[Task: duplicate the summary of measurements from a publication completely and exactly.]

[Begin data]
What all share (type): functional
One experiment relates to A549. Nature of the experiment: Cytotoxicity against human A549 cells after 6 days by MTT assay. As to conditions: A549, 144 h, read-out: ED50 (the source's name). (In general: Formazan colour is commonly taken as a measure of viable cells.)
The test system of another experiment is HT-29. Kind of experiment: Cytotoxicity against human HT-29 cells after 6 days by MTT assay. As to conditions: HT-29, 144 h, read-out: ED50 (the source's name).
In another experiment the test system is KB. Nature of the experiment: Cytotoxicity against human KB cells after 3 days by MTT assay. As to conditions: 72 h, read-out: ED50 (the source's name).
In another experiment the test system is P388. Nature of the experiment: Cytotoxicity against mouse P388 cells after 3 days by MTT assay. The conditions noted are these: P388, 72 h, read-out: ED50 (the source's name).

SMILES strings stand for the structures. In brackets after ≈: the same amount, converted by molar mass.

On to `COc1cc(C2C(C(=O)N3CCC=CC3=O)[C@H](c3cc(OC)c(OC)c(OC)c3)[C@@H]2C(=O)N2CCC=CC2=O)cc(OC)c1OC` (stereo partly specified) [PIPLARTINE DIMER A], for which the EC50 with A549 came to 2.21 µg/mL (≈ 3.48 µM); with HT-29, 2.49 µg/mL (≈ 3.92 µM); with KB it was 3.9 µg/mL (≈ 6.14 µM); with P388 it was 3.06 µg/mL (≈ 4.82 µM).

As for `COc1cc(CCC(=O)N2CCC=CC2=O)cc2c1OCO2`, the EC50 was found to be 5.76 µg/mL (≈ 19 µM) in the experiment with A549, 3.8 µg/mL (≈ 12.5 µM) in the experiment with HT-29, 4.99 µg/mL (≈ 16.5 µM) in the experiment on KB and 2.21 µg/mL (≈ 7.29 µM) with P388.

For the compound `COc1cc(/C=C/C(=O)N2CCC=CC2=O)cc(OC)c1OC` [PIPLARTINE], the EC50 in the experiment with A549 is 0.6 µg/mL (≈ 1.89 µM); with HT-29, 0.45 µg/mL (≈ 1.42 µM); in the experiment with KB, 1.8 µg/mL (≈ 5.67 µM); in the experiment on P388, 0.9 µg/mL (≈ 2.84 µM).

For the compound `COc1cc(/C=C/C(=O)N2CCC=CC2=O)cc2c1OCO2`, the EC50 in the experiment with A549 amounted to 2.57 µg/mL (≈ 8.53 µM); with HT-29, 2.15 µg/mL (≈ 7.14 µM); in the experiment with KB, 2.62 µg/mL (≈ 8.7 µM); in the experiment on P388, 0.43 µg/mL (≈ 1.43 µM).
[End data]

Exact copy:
What all share (type): functional
One experiment relates to A549. Nature of the experiment: Cytotoxicity against human A549 cells after 6 days by MTT assay. As to conditions: A549, 144 h, read-out: ED50 (the source's name). (In general: Formazan colour is commonly taken as a measure of viable cells.)
The test system of another experiment is HT-29. Kind of experiment: Cytotoxicity against human HT-29 cells after 6 days by MTT assay. As to conditions: HT-29, 144 h, read-out: ED50 (the source's name).
In another experiment the test system is KB. Nature of the experiment: Cytotoxicity against human KB cells after 3 days by MTT assay. As to conditions: 72 h, read-out: ED50 (the source's name).
In another experiment the test system is P388. Nature of the experiment: Cytotoxicity against mouse P388 cells after 3 days by MTT assay. The conditions noted are these: P388, 72 h, read-out: ED50 (the source's name).

SMILES strings stand for the structures. In brackets after ≈: the same amount, converted by molar mass.

On to `COc1cc(C2C(C(=O)N3CCC=CC3=O)[C@H](c3cc(OC)c(OC)c(OC)c3)[C@@H]2C(=O)N2CCC=CC2=O)cc(OC)c1OC` (stereo partly specified) [PIPLARTINE DIMER A], for which the EC50 with A549 came to 2.21 µg/mL (≈ 3.48 µM); with HT-29, 2.49 µg/mL (≈ 3.92 µM); with KB it was 3.9 µg/mL (≈ 6.14 µM); with P388 it was 3.06 µg/mL (≈ 4.82 µM).

As for `COc1cc(CCC(=O)N2CCC=CC2=O)cc2c1OCO2`, the EC50 was found to be 5.76 µg/mL (≈ 19 µM) in the experiment with A549, 3.8 µg/mL (≈ 12.5 µM) in the experiment with HT-29, 4.99 µg/mL (≈ 16.5 µM) in the experiment on KB and 2.21 µg/mL (≈ 7.29 µM) with P388.

For the compound `COc1cc(/C=C/C(=O)N2CCC=CC2=O)cc(OC)c1OC` [PIPLARTINE], the EC50 in the experiment with A549 is 0.6 µg/mL (≈ 1.89 µM); with HT-29, 0.45 µg/mL (≈ 1.42 µM); in the experiment with KB, 1.8 µg/mL (≈ 5.67 µM); in the experiment on P388, 0.9 µg/mL (≈ 2.84 µM).

For the compound `COc1cc(/C=C/C(=O)N2CCC=CC2=O)cc2c1OCO2`, the EC50 in the experiment with A549 amounted to 2.57 µg/mL (≈ 8.53 µM); with HT-29, 2.15 µg/mL (≈ 7.14 µM); in the experiment with KB, 2.62 µg/mL (≈ 8.7 µM); in the experiment on P388, 0.43 µg/mL (≈ 1.43 µM).